Prometheus didn’t answer. I knew he was going through all military databases collecting information on Sev. In his place, I would have done the same.
“Drill is fully assembled, Major,” I said, then ran its self-diagnostic. “Everything is green. What are my instructions?”
“Set the drilling sequence as follows.” The major was talking, but I could tell the instructions were coming from someone else. “Initial drilling time five seconds, one second increase every two iterations. Pause period—twice the drilling time until drilling time reaches ten seconds, then a steady decrease one second per iteration.”
“Quite the tango, sir.” I set the parameters. “Anything else?”
“Try not to break anything.”
“I always do, sir.” I put in a five second delay, then stepped back. “Here goes.”
There were many fascinating things in the universe. Until today, I didn’t suspect that watching a high-powered laser melt quartz in an underground chamber was one of them. A wave of heat hit me as the bright red of the laser mixed with the pale amber of the crystals. One by one, each individual shard began to glow, like leaves set on fire by a lightning strike.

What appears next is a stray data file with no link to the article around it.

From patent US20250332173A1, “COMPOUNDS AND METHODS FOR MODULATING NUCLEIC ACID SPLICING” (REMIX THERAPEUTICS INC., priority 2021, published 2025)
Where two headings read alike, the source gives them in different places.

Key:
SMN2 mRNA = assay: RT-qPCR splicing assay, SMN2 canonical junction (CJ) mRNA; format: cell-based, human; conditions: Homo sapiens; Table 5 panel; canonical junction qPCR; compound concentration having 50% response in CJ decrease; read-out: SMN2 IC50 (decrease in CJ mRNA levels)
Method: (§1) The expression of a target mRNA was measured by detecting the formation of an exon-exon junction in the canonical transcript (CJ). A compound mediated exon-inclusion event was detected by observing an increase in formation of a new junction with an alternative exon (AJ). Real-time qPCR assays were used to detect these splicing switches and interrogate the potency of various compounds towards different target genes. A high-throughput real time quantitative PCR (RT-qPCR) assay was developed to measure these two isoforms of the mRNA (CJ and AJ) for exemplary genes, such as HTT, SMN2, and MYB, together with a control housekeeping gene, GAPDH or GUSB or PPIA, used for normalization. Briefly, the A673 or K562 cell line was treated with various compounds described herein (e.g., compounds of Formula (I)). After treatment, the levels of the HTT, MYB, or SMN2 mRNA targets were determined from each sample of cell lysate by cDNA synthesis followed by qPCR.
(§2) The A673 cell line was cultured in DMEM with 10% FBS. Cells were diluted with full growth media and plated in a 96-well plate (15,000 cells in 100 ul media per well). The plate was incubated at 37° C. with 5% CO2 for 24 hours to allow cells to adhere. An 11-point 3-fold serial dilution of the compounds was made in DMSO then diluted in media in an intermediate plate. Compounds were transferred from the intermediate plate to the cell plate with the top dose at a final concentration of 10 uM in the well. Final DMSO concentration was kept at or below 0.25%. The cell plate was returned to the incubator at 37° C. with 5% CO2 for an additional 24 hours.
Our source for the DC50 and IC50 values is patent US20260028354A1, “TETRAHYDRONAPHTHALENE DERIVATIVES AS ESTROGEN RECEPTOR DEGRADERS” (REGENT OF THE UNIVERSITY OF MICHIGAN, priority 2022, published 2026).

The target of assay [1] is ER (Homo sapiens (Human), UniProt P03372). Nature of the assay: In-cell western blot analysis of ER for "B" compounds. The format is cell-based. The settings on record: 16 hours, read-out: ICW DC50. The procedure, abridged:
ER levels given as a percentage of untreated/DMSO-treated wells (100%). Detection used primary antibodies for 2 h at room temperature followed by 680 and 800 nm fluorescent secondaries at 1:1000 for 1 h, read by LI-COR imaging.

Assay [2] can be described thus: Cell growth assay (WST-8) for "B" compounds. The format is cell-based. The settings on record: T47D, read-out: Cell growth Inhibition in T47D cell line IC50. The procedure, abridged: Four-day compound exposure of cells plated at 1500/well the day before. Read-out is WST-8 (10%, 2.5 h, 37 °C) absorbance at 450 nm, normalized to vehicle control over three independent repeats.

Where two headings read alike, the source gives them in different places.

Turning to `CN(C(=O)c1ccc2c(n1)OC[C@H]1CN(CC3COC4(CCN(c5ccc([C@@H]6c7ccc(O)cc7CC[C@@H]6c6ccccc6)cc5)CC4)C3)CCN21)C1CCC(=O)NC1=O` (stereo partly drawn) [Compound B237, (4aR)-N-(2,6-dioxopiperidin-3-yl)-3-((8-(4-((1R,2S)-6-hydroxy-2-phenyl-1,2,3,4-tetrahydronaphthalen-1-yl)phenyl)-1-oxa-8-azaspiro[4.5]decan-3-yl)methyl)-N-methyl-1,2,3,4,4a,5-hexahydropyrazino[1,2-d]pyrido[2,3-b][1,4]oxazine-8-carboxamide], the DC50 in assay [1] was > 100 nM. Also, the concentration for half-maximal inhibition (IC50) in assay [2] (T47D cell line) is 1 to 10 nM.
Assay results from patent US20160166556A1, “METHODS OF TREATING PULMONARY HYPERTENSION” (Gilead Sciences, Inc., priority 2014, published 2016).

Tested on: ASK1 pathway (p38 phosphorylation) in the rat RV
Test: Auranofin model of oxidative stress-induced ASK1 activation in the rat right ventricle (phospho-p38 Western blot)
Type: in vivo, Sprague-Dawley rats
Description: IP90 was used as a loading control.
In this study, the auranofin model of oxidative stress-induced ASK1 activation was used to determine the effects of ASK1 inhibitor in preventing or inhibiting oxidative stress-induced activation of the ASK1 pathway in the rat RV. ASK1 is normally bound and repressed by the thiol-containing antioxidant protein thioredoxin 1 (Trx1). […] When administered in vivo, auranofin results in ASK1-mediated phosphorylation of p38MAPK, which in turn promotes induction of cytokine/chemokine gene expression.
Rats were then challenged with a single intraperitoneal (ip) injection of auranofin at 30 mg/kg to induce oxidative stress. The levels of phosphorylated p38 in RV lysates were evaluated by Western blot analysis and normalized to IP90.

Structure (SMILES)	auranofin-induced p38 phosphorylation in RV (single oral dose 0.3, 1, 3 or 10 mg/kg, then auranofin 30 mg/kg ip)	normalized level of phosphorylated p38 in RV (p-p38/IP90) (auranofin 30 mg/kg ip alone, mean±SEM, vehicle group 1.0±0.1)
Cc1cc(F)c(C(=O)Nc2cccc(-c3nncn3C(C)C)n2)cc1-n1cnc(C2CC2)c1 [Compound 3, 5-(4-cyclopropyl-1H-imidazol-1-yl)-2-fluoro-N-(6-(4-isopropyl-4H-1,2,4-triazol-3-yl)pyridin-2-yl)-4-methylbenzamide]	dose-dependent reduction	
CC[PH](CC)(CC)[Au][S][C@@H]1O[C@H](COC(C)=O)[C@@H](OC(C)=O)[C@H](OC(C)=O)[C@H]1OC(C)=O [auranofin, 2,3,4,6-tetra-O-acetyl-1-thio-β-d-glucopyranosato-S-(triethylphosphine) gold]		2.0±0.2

There’s no logic to this. And yet it was beautiful. Five seconds later, the drill stopped, plunging the chamber in darkness once more.
You saw that, right? I asked Prometheus.
All seen and recorded, the ship said. You might want to stand a bit back.
The drilling continued. For the next minute, the crystal structures would light up during each drill cycle, increasing the ambient temperature by an average of seven degrees. By the third minute, the warnings on my visor’s display became annoying enough to make me retreat halfway towards the entrance shaft.